Presence is, put simply, the interaction and involvement an individual has within a course. This can be faculty interaction with students, students with faculty, and students with students. Presence is important as the online environment for both hybrid and online classes automatically decreases (or eliminates) the standard face time that is found in a face to face class.
The research on presence
Multiple studies of presence in online environments have been conducted for the last several decades. For example, a 2013 study conducted by the Community College Research Center at Teachers College, Columbia University entitled “Creating an Effective Instructor Presence” discusses several points as to why presence is important.
A quick summary:
- Students want to feel connected to their course, instructor, and fellow students. Be prompt in responses.
- Interpersonal relationships increase student performance.
- Audio is important. Video is more important.
- Discussions need to be well structured, or they’ll be seen as busywork. Clear expectations help, too.
- Feedback is highly important.
Please read the research for the best evidence of the need for presence in an online course.
There are a few general principles to remember when trying to maintain presence in an online environment.
- Encourage contact! Use the tools you have available to encourage and maintain contact with your students, and contact among them. This can go beyond simple messaging and discussion boards, and use tools like Google Hangouts,Skype, and social networks like Twitter with a defined class hashtag. Also, students can help one another with your course, allowing them to expand their own skills while learning new content.
- Cooperation and active learning are key. Use modern tools to help with collaboration, like Google Docs, Office 365, and Slack. Canvas has tools to facilitate collaboration, too. Remember, your students may be in many different places, so it’s necessary to increase distance collaboration.
- Generate feedback and connections. Don’t be afraid to have students review one another on assignments and work, or to generate connections to one another. Be open to feedback on your content – it’s one of the many ways you can improve as a hybrid/online instructor. Always remember to make your own feedback meaningful by providing ideas and thoughts related to a student’s work, not just a “great job” feedback response.
- Use your voice. Having students hear your voice (or see you talking) within a class is incredibly important in establishing presence. Your students should use their voices, too. Consider having a discussion that only uses video, such as the built-in media recording tool in a Canvas discussion board, or a tool like Flipgrid.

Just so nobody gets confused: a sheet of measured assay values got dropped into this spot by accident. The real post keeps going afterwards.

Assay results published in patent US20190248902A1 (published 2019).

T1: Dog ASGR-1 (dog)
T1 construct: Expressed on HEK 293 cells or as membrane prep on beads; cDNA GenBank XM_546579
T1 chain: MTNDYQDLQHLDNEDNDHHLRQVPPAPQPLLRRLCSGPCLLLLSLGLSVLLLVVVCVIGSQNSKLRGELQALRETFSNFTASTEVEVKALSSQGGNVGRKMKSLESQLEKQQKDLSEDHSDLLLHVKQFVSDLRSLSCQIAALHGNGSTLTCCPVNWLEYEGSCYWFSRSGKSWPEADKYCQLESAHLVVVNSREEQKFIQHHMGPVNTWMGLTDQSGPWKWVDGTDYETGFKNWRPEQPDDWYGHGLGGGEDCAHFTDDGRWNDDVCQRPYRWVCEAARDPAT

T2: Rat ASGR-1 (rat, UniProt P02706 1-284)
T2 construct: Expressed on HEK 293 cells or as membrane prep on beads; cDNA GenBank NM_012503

- Respect diverse ways of learning. No two people learn content in the same way, nor should we expect them to do so.
Tips to establish presence
Presence can easily be established in a variety of places and through different methods:
- Provide feedback to every student to ensure their understanding of the content. This also helps students recognize they can use you as a resource.
- Participate in discussions with feedback and insightful commentary.
- Be open about interests, as this helps students connect with you as the instructor through common thoughts. This can be as simple as asking a class if they’ve seen a movie through an off-topic discussion.
- Use announcements for purposes other than reminding of assignments! Canvas announcements are intended for special announcements and conveying of interesting tidbits like articles, not for constant reminders. The system itself handles constant reminders if you are using due dates.
- Record a video introduction to your course, working as a guided tour of what to expect. The same can occur for module introductions.
- Occasionally respond to student work with video rather than text commentary. This allows you to give emphasis and feeling that does not come out through text alone.
Establish presence with video
Instructor video can easily be created to establish presence in a course. The college has a system, Panopto, which can record and store video to serve this purpose.
Panopto is Moraine Valley’s video capture and management system. Videos can be created with Panopto or through any other method (with a mobile device, video camera, webcam, Camtasia) and hosted on Panopto for easy sharing with students. Unlike YouTube, your video content is secured, cannot be downloaded, and can only be accessed by your students. With some instructor preparation, students in a course can also record video into Panopto.
For a quick start on using Panopto, view the Using Panopto with Canvas document on ITConnect.
Media Services also provides additional information on the use of Panopto through the ITConnect Knowledge Base. Additionally, Panopto also has an excellent support portal with articles on using its specific features.
Remember: When you create a video, it needs to be closed captioned.
Establish presence with audio
It’s fairly easy to establish presence with audio and only requires a microphone plus audio recording software to complete. Much like with video, Panopto can be used in this manner with all video inputs turned off. You can also use a program like Audacity to record audio and then upload to Canvas. Canvas’s own record/upload media function can be used for this purpose, or even for commentary on student assignment submissions. There’s also a great many mobile apps that make it easy to record and upload audio.
As with video, you do need to meet accessibility standards. In this case, provide a transcript along with your audio. Consider using a tool like Otter.AI to make transcriptions easy.